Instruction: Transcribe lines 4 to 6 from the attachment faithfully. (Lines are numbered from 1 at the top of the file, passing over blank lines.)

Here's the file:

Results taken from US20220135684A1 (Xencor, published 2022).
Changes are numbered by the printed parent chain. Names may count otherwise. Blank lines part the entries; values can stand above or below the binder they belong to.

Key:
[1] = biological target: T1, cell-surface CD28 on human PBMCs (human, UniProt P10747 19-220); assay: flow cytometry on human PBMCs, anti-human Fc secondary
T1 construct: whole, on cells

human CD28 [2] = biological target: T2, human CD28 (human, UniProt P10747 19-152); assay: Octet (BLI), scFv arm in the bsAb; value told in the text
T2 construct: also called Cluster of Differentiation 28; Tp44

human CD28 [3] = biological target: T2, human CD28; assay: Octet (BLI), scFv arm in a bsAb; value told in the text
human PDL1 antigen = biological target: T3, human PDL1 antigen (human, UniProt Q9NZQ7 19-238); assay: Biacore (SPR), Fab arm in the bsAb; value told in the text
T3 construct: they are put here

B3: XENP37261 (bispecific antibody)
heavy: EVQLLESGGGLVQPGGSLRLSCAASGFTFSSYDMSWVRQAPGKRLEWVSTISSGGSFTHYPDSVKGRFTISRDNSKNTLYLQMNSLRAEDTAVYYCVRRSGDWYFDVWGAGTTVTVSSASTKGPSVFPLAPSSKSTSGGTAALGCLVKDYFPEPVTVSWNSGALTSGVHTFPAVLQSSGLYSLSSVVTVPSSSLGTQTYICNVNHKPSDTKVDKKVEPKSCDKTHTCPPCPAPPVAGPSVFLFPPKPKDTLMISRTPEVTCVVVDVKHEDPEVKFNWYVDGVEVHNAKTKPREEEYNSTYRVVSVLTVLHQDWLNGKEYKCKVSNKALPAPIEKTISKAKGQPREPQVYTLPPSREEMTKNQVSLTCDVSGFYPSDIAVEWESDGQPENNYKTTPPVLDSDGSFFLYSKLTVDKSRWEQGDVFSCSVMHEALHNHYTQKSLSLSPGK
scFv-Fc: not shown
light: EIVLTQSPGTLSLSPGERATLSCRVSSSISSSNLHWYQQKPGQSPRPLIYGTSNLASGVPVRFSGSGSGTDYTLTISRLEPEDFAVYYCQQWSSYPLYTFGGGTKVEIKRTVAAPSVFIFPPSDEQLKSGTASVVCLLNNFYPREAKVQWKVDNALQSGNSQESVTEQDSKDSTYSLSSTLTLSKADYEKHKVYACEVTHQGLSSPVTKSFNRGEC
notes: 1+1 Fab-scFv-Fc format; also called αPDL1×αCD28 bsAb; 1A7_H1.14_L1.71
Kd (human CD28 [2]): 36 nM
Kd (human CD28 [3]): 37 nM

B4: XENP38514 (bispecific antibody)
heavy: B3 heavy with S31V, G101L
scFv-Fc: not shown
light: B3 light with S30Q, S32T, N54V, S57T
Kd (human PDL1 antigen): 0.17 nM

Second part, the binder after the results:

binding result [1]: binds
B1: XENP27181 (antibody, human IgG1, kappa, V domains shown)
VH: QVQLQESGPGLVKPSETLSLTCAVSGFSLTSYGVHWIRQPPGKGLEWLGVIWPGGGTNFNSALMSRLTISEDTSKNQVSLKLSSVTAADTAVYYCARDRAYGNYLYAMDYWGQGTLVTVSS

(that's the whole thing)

[1] = biological target: T1, cell-surface CD28 on human PBMCs (human, UniProt P10747 19-220); assay: flow cytometry on human PBMCs, anti-human Fc secondary
T1 construct: whole, on cells

human CD28 [2] = biological target: T2, human CD28 (human, UniProt P10747 19-152); assay: Octet (BLI), scFv arm in the bsAb; value told in the text